Stocks advanced Monday and the Dow found a foothold above 11,000 as as investors were relieved that Europe reached a bailout deal for Greece but waited to see if earnings season would be as good as predicted.
Stocks opened higher Monday as investors breathed a sigh of relief after European nations agreed on an aid package for Greece. How should investors be positioned going forward? Robert Doll, vice chairman and chief equity strategist at BlackRock shared his insights.
Investment bankers have begun to develop ways in which banks might be able to circumvent the most punitive of the new capital rules being drawn up by international regulators.
The stock markets looked set to start the week higher, with stock index futures comfortably above fair value Monday following the euro zone’s agreement of a new aid package for Greece.
US financial groups face high investor expectations for strong earnings growth in their first-quarter results, the Financial Times reports.
The Dow briefly popped above 11,000 -- the first time it's reached that mark since September 2008 -- before settling a few points below. Chevron blazed the trail, making energy one of the day's best performers. Palm surged amid takeover rumors.
The Dow continued rising toward 11,000 Friday as the dollar fell after a Greek official said the debt-riddled nation has not yet sought financial aid. Energy and consumer discretionary were among the best performers.
Stocks gained Friday as commodity prices rose, but still remained below the Dow 11,000 benchmark. Art Hogan, director at Jefferies, shared his market outlook.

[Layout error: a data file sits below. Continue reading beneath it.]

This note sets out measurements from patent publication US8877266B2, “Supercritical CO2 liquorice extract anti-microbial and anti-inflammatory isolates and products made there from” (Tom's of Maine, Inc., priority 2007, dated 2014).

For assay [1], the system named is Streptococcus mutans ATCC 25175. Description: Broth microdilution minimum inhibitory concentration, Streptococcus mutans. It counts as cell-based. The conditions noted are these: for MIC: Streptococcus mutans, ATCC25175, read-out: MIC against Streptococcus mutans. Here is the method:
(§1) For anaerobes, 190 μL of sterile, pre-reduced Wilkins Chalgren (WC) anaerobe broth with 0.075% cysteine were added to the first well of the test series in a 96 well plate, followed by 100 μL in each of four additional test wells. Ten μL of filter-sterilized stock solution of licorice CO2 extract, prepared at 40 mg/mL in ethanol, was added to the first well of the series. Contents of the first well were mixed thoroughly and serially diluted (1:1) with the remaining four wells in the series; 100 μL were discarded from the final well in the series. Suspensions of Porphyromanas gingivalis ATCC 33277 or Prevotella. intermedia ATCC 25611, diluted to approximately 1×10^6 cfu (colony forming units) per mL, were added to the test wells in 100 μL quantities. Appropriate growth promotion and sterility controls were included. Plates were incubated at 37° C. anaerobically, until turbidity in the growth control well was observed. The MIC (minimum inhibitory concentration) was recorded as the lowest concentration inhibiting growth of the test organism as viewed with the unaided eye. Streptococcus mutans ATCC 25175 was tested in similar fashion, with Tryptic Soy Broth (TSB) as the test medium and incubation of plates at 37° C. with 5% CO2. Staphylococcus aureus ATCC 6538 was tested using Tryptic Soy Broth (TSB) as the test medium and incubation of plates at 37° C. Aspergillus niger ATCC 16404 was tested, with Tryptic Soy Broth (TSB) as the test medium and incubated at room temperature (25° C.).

Wall Street veteran Muriel Siebert has seen her share of downturns, yet none like this. “What scares me, disappoints me— the public does not have faith in the marketplace,” she told CNBC.com.
Stocks advanced Friday as commodity prices rose and the dollar fell after a Greek official said the debt-riddled nation has not yet sought financial aid.
U.S. stock index futures were slightly higher ahead of the open Friday as the Dow Jones Industrial Average continued to hold below 11,000 points.
Cramer's seeing an intraday trend that could translate into profits.
As the financial crisis causes more banks to fail, the cash-strapped FDIC may be forced to back away from its longstanding policy of preventing hedge funds from buying banks.
The S&P closed higher on Thursday buoyed by much stronger than expected same store sales. Is that your signal to sell?
The S&P stalled on Thursday leaving investors desperate for a market ‘tell’. How should you interpret the latest - and almost conflicting - new data?
The Rubin/Prince mea culpa on Citigroup that is playing out on our air elicited very little trader commentary, until Mr. Prince said that he watched the stock go from $50 to $30 to 99 CENTS without selling any. That caused a few comments!
American corporations cut back on a number executive perks in 2009, in response to the economic downturn. One benefit, however, remained a top priority: personal security for chief executives.
Stocks slipped Wednesday after a senior Fed member said policy makers should start raising rates to 1 percent soon.
The market had every reason to sell-off recently. We had renewed worries about Greece, a higher dollar, and Treasury auctions. So why isn't the damage worse?
A number of stocks are regaining their losses thanks to a good, old-fashioned narrative, Cramer says.